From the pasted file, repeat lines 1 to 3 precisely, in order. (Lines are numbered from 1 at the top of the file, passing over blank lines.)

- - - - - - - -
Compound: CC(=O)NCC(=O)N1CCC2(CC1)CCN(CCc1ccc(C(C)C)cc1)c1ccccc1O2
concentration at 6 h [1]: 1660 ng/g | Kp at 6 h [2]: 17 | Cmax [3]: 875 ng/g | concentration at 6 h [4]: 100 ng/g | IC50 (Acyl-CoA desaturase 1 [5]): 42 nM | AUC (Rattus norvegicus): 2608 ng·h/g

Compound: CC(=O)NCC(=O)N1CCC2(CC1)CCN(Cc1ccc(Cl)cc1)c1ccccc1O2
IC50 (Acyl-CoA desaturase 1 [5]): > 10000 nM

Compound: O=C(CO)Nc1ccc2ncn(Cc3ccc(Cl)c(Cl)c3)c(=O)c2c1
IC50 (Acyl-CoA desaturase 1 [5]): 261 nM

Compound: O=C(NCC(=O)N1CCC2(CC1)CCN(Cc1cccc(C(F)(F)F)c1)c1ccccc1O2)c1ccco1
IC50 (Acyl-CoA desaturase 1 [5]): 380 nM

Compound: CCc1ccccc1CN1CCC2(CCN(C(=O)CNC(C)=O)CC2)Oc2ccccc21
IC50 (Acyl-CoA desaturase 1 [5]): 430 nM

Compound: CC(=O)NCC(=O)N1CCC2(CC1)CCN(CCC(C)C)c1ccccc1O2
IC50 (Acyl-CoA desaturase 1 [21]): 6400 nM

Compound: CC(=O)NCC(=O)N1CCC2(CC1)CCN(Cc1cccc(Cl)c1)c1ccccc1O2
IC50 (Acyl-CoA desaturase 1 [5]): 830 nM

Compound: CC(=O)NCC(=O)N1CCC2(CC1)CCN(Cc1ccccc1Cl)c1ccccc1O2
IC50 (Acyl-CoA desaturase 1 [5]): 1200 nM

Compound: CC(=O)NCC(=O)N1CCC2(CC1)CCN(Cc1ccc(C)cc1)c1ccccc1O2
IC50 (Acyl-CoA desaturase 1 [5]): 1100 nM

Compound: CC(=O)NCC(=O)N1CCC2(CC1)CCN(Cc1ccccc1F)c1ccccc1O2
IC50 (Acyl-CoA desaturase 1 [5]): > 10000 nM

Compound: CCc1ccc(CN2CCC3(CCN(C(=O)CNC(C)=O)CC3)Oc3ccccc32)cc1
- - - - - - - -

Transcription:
Compound: CC(=O)NCC(=O)N1CCC2(CC1)CCN(CCc1ccc(C(C)C)cc1)c1ccccc1O2
concentration at 6 h [1]: 1660 ng/g | Kp at 6 h [2]: 17 | Cmax [3]: 875 ng/g | concentration at 6 h [4]: 100 ng/g | IC50 (Acyl-CoA desaturase 1 [5]): 42 nM | AUC (Rattus norvegicus): 2608 ng·h/g

Compound: CC(=O)NCC(=O)N1CCC2(CC1)CCN(Cc1ccc(Cl)cc1)c1ccccc1O2